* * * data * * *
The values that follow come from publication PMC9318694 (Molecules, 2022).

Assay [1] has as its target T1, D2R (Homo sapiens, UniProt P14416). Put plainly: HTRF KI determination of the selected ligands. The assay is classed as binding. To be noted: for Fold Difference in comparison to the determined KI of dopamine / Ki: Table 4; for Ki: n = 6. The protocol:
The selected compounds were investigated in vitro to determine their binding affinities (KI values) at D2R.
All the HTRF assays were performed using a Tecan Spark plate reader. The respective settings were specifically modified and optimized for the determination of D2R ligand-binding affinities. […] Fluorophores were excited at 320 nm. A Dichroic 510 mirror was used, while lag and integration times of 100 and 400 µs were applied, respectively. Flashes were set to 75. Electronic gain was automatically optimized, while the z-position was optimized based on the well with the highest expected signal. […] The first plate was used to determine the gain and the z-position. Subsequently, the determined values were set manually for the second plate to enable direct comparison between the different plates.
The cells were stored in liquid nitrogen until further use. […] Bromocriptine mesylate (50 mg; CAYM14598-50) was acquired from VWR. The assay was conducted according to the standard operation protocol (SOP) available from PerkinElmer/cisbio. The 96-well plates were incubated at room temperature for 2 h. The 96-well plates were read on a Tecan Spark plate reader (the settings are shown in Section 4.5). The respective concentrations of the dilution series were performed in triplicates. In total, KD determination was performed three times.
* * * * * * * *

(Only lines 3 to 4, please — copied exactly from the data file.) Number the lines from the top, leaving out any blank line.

The selected compounds were investigated in vitro to determine their binding affinities (KI values) at D2R.
All the HTRF assays were performed using a Tecan Spark plate reader. The respective settings were specifically modified and optimized for the determination of D2R ligand-binding affinities. […] Fluorophores were excited at 320 nm. A Dichroic 510 mirror was used, while lag and integration times of 100 and 400 µs were applied, respectively. Flashes were set to 75. Electronic gain was automatically optimized, while the z-position was optimized based on the well with the highest expected signal. […] The first plate was used to determine the gain and the z-position. Subsequently, the determined values were set manually for the second plate to enable direct comparison between the different plates.